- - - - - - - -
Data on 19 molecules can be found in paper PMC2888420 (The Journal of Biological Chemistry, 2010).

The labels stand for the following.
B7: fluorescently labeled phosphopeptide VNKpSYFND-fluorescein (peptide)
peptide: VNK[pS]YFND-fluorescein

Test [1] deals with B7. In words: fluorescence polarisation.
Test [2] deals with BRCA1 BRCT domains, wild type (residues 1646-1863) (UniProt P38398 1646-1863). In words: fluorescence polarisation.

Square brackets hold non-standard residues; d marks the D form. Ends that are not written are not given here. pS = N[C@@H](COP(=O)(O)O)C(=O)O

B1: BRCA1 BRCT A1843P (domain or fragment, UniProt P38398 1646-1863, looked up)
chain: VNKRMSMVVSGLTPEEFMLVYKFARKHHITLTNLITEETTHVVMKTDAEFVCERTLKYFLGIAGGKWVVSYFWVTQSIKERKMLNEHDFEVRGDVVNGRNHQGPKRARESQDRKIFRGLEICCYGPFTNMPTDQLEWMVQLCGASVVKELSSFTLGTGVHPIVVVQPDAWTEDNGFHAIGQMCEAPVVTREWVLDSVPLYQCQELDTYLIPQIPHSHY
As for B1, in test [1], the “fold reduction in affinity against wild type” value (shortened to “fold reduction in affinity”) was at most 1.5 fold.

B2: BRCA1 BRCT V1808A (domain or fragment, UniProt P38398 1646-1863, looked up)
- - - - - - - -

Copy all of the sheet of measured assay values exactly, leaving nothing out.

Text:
Data on 19 molecules can be found in paper PMC2888420 (The Journal of Biological Chemistry, 2010).

The labels stand for the following.
B7: fluorescently labeled phosphopeptide VNKpSYFND-fluorescein (peptide)
peptide: VNK[pS]YFND-fluorescein

Test [1] deals with B7. In words: fluorescence polarisation.
Test [2] deals with BRCA1 BRCT domains, wild type (residues 1646-1863) (UniProt P38398 1646-1863). In words: fluorescence polarisation.

Square brackets hold non-standard residues; d marks the D form. Ends that are not written are not given here. pS = N[C@@H](COP(=O)(O)O)C(=O)O

B1: BRCA1 BRCT A1843P (domain or fragment, UniProt P38398 1646-1863, looked up)
chain: VNKRMSMVVSGLTPEEFMLVYKFARKHHITLTNLITEETTHVVMKTDAEFVCERTLKYFLGIAGGKWVVSYFWVTQSIKERKMLNEHDFEVRGDVVNGRNHQGPKRARESQDRKIFRGLEICCYGPFTNMPTDQLEWMVQLCGASVVKELSSFTLGTGVHPIVVVQPDAWTEDNGFHAIGQMCEAPVVTREWVLDSVPLYQCQELDTYLIPQIPHSHY
As for B1, in test [1], the “fold reduction in affinity against wild type” value (shortened to “fold reduction in affinity”) was at most 1.5 fold.

B2: BRCA1 BRCT V1808A (domain or fragment, UniProt P38398 1646-1863, looked up)